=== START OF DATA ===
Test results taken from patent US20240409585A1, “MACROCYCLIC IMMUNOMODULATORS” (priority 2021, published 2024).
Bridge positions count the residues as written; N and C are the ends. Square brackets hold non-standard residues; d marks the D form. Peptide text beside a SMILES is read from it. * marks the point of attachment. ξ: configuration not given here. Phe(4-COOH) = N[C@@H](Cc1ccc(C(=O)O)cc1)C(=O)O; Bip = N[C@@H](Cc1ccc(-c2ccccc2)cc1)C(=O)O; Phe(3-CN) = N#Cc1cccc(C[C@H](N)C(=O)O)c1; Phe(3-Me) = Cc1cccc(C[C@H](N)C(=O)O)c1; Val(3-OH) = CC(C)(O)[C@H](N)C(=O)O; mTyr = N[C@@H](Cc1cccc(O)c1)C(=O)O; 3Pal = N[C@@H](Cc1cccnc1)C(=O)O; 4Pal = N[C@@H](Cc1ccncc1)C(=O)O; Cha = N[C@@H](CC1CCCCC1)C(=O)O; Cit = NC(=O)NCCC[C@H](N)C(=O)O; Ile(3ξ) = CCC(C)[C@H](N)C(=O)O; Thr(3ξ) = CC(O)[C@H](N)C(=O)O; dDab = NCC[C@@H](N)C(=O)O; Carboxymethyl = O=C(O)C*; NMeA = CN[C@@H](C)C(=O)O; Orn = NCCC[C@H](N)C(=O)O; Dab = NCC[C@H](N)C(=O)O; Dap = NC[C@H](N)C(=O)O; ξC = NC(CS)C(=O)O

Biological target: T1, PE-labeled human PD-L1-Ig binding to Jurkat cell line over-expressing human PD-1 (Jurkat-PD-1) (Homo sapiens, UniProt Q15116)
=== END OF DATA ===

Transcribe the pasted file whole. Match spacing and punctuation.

Test results taken from patent US20240409585A1, “MACROCYCLIC IMMUNOMODULATORS” (priority 2021, published 2024).
Bridge positions count the residues as written; N and C are the ends. Square brackets hold non-standard residues; d marks the D form. Peptide text beside a SMILES is read from it. * marks the point of attachment. ξ: configuration not given here. Phe(4-COOH) = N[C@@H](Cc1ccc(C(=O)O)cc1)C(=O)O; Bip = N[C@@H](Cc1ccc(-c2ccccc2)cc1)C(=O)O; Phe(3-CN) = N#Cc1cccc(C[C@H](N)C(=O)O)c1; Phe(3-Me) = Cc1cccc(C[C@H](N)C(=O)O)c1; Val(3-OH) = CC(C)(O)[C@H](N)C(=O)O; mTyr = N[C@@H](Cc1cccc(O)c1)C(=O)O; 3Pal = N[C@@H](Cc1cccnc1)C(=O)O; 4Pal = N[C@@H](Cc1ccncc1)C(=O)O; Cha = N[C@@H](CC1CCCCC1)C(=O)O; Cit = NC(=O)NCCC[C@H](N)C(=O)O; Ile(3ξ) = CCC(C)[C@H](N)C(=O)O; Thr(3ξ) = CC(O)[C@H](N)C(=O)O; dDab = NCC[C@@H](N)C(=O)O; Carboxymethyl = O=C(O)C*; NMeA = CN[C@@H](C)C(=O)O; Orn = NCCC[C@H](N)C(=O)O; Dab = NCC[C@H](N)C(=O)O; Dap = NC[C@H](N)C(=O)O; ξC = NC(CS)C(=O)O

Biological target: T1, PE-labeled human PD-L1-Ig binding to Jurkat cell line over-expressing human PD-1 (Jurkat-PD-1) (Homo sapiens, UniProt Q15116)